That’s a great question – I should have asked Maraniss that when I had the chance. Lombardi was complex, so I don’t think the answer is as simple as, “He would have come down like a ton of bricks on Favre early and often.” Though a legendarily tough-guy disciplinarian, Lombardi was coach to a couple of legendary party-boys as well, Hornung and McGee, and there’s no way Lombardi didn’t realize these two guys were having a whole lot of fun. From everything I’ve read, the combination of their on-field excellence and sense of humor off the field created a situation where Lombardi treated them with a certain amount of affectionate tolerance. Favre’s humor, exceptional toughness, and skills would have appealed to Lombardi. The boneheaded plays, the gunslinging, and the mind-changing, not so much. But Lombardi loved winning more than anything – so if he felt Favre gave his team the best chance to win, would he have accepted Favre back to take another shot at a Super Bowl? Let’s get Maraniss on the phone!

The thing I’m sure of, though, is that Lombardi would never have gone the Childress route and let Favre waltz in late to training camp or miss it altogether. No. Cannot see that happening.

6. Being a Wisconsin native and Packer fan equals a special relationship with the team and organization. There’s almost a kind of mystique. What do you think drives this?

There’s an extraordinary alchemy to this relationship that’s the product of multiple factors, I think. You begin with this unprecedented story of a small-town team with its almost miraculous beginnings and a subsequent remarkable championship history that is deeply meaningful to an entire state – central to the state’s culture. Watching a football game with your buddies or family is a perfect fit  for Wisconsin life – a tavern culture; a beer-and-brats culture. Throw in some larger-than-life personalities: Lambeau, Lombardi, and, yes, Favre. The story gets better. Add to this unequalled media coverage: pages and pages of Packers analysis in state newspapers; hours and hours of Packers talk on the radio. And this intense, sophisticated coverage is year-round.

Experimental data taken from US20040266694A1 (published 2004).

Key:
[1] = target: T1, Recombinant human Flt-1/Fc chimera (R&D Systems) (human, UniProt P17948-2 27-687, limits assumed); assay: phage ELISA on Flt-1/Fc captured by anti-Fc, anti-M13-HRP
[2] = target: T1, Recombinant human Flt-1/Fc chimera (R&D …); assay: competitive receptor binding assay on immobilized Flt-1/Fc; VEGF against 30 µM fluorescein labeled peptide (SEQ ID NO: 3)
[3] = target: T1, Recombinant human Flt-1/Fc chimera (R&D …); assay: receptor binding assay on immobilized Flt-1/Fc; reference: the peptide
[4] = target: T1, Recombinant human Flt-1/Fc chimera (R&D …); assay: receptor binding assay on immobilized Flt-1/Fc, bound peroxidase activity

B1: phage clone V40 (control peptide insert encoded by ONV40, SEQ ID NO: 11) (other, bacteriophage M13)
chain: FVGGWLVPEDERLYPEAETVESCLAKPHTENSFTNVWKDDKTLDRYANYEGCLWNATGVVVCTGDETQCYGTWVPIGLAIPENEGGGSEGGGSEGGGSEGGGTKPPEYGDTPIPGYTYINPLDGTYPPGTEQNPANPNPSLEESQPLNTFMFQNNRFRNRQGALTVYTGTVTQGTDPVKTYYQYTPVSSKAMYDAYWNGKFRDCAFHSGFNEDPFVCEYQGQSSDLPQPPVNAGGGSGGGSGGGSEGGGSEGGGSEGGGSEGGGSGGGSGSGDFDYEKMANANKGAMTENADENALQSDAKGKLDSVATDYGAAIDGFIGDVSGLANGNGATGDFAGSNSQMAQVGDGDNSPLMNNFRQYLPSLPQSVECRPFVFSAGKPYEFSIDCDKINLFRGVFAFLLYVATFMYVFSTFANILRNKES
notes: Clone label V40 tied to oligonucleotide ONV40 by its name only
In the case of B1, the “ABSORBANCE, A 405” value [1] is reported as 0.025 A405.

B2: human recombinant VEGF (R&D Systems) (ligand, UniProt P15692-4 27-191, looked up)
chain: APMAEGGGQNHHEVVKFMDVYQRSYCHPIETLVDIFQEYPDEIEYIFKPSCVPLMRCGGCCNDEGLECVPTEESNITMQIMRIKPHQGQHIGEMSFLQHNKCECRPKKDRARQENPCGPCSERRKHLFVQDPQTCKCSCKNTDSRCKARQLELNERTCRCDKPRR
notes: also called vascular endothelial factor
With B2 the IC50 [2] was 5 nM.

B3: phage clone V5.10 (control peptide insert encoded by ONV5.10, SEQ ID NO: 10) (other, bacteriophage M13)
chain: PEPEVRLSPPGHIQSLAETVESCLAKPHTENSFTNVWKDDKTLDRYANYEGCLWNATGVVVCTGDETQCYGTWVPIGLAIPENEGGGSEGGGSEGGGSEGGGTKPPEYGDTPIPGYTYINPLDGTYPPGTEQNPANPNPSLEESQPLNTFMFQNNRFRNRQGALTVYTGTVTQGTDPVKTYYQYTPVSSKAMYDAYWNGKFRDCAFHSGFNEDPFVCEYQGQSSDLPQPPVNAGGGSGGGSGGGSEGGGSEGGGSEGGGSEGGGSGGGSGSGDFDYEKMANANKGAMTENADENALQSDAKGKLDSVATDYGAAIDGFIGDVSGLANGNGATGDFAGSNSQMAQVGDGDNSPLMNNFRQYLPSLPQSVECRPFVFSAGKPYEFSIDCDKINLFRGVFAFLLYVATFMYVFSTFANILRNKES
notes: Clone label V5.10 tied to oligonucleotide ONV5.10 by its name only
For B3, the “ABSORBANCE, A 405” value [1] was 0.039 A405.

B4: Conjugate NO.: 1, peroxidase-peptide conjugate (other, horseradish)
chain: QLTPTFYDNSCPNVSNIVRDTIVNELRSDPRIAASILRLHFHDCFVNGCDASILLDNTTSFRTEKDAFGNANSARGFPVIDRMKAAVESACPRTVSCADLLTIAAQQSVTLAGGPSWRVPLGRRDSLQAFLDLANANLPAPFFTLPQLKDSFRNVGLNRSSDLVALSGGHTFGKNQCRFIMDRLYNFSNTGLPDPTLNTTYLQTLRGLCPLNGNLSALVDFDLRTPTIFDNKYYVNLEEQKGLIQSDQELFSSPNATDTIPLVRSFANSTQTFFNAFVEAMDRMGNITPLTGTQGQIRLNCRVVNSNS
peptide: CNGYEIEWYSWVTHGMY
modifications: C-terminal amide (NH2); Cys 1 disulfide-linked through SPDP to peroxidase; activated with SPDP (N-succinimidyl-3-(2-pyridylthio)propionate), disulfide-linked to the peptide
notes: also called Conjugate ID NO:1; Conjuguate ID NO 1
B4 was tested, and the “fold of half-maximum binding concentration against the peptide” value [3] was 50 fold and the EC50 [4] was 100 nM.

Love for the Packers is in our bones. It’s in our DNA. Spend a couple days simply following the intense Packers discussion in the blogosphere and on Twitter and you’ll come away thinking that for many Packers fans nothing else in this world compares to their passion for the team. Okay, maybe their children or their spouse. Maybe. On some days. You’ll also come away hoping these fans hold onto their jobs, given the amount of time they spend on matters Packers.

7. The name Lombardi has such an aura surrounding it. Are there any other Packers whose lives you would like to see get turned into either a movie or Broadway play? My personal choice: Reggie White.

How about a horror movie devoted to the post-Lombardi era called “The Gory Years”? Get Wes Craven to direct it. No, in all seriousness, you could get a pretty good movie out of Curly Lambeau’s epic story. As someone who does some screenwriting, I’d like to pen the scene where Lambeau bussed his 1935 team to the woods outside Rhinelander for a week of training camp and one night it got cold enough to snow. Another fun scene would be when the Lambeau-era Packers went hogwild in Tijuana after road-tripping from Los Angeles where they had a game.

We’ve had Leatherheads, where George Clooney plays a guy partly modeled on Lambeau-era Packers star Johnny Blood. (A couple months ago I tweeted the story of my dad getting hammered with Blood and his wife at the Milwaukee bar The Safe House in the 1970s.)

8. Aaron Rodgers has made a seamless transition as QB and leader of the team. Did you sense this would have been so easy for him while writing the book?